Information Fed Expects When Reviewing Requests

By Leanne R. Kelly

FED NOTES: Originally published in the Autumn 2016 edition of Bank Owner magazine.

Reserve Bank staff members often are asked if there is a form that a holding company can use when making a request to the Reserve Bank. The holding company may be requesting approval, consultation, or the opinions of the Reserve Bank relating to regulation, supervisory guidance, an enforcement action, or another matter. For certain filings, such as Change in Bank Control Act applications, specific forms such as the Notice of Change in Control (FR 2081 a) and Biographical and Financial Report (FR 2081 c) may need to be filed. Forms like these and others are available on the Board of Governors website at under the Reporting Forms tab. However, for requests where there is no corresponding form on the board’s website, what information should you send to the Reserve Bank? The simple answer is, it depends on the regulatory or supervisory guidance and the circumstances.

Most requests sent to the Reserve Bank by holding companies come as letters, with enclosures such as schedules, financial statements, and cash flow projections. Sending a letter is fine. Of course, a request sent to the Reserve Bank should contain a description of the situation and proposed transaction as appropriate, and other pertinent information to let us know why you are sending the request, as well as the facts and circumstances relevant to the situation. The Reserve Bank will review the information for technical compliance as well as the impact of the requested transaction or event on the condition of the holding company and its subsidiary banks, which could raise supervisory concerns.

We often receive such letters from holding companies requesting consultation with the Reserve Bank on the payment of dividends that exceed earnings, as described in SR letter 09-4 (Applying Supervisory Guidance and Regulations on the Payment of Dividends, Stock Redemptions, and Stock Repurchases at Bank Holding Companies). The letter should discuss the funding source for the dividend, capital adequacy and strength of earnings, the company’s ability to service debt and pay operating expenses without unduly burdening the subsidiary bank(s), and any outstanding enforcement actions at the holding company and subsidiary bank(s). Useful enclosures may include current financial statements, pro forma statements, cash flow projections, and expected capital ratios of the holding company and subsidiary bank, as applicable, in order to show that the payment of the dividend would not result in a material adverse change in the company’s capital structure or raise a supervisory concern. In addition, if the subsidiary bank requires approval from its bank regulator, include a copy of the approval letter.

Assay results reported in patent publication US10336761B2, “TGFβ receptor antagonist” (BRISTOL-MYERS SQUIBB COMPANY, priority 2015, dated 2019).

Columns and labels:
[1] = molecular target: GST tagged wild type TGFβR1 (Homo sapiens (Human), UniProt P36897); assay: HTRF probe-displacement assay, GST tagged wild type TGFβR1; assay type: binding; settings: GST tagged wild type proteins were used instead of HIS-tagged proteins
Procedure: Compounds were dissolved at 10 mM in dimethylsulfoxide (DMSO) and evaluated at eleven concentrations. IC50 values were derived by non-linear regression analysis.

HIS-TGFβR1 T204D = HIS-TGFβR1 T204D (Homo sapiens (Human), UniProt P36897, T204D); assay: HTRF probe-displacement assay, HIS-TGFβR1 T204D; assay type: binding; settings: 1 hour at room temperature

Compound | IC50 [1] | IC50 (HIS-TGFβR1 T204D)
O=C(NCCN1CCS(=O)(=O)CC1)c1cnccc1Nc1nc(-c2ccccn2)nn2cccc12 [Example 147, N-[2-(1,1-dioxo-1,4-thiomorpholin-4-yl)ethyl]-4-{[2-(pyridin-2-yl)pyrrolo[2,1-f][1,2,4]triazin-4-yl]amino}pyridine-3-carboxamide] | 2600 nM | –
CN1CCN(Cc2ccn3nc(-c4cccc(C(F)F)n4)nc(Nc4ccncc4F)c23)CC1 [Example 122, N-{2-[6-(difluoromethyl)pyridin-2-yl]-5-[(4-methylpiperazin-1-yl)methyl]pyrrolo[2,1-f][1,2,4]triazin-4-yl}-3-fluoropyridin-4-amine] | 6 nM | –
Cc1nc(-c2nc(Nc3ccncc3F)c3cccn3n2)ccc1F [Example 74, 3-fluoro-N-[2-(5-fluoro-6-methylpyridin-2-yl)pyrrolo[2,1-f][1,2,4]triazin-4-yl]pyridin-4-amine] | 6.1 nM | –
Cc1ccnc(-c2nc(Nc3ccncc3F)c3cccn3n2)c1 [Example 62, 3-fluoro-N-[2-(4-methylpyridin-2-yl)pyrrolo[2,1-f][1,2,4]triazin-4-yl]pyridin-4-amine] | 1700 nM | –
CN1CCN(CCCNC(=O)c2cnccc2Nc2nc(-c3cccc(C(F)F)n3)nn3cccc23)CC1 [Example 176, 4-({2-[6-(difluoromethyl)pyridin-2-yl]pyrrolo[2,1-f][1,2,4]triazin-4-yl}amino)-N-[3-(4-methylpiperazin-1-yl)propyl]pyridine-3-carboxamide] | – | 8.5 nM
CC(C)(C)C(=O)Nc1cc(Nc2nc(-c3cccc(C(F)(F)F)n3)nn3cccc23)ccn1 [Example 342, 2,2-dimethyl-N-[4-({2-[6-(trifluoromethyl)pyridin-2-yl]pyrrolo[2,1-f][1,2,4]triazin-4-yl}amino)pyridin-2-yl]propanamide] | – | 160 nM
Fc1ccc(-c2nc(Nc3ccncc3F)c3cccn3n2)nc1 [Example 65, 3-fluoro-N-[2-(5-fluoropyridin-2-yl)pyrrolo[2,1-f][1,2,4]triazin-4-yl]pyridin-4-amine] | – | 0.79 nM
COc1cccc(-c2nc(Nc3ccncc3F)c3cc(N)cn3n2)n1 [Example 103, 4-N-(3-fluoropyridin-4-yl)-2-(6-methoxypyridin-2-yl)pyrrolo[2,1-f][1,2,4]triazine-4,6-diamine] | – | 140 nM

As another example, if a bank holding company acquired assets or real estate in the collection of a debt previously contracted (DPC property) and has held the DPC property for nearly two years (the amount of time a bank holding company can hold DPC property without prior Reserve Bank approval), the bank holding company needs to request the Reserve Bank’s approval to hold the DPC property beyond the two years. Regulation Y states that upon request the Reserve Bank may extend the two-year period for up to three additional years (and may permit additional extensions for up to five more years). Information important to the Reserve Bank’s review is whether an extension can be given pursuant to Regulation Y, for how long it can legally be extended, and whether the company has demonstrated that it has made good faith attempts to dispose of the DPC property. Generally, we anticipate that the relevant information would include, at a minimum, a description of the property, the acquisition date (the start of the allowable holding period), the value of the DPC property (to understand its size relative to the organization and proper accounting and reporting), and comments on the company’s efforts to divest the property as well as the length of extension being requested.

We suggest that companies provide at least 30 days advance notice to the Reserve Bank if possible. We will contact you with questions or comments to let you know if we need additional information.

We encourage firms to contact Safety and Soundness or Applications staff at your local Federal Reserve Bank for additional information if you have questions about information to be submitted in relation to a supervisory request. 

Leanne R. Kelly is senior examiner, enforcements and holding company supervision for the Supervision, Regulation, and Credit Department at the Federal Reserve Bank of Minneapolis.

Fed Notes is provided through a partnership the Bank Holding Company Association shares with the Federal Reserve Bank of Minneapolis

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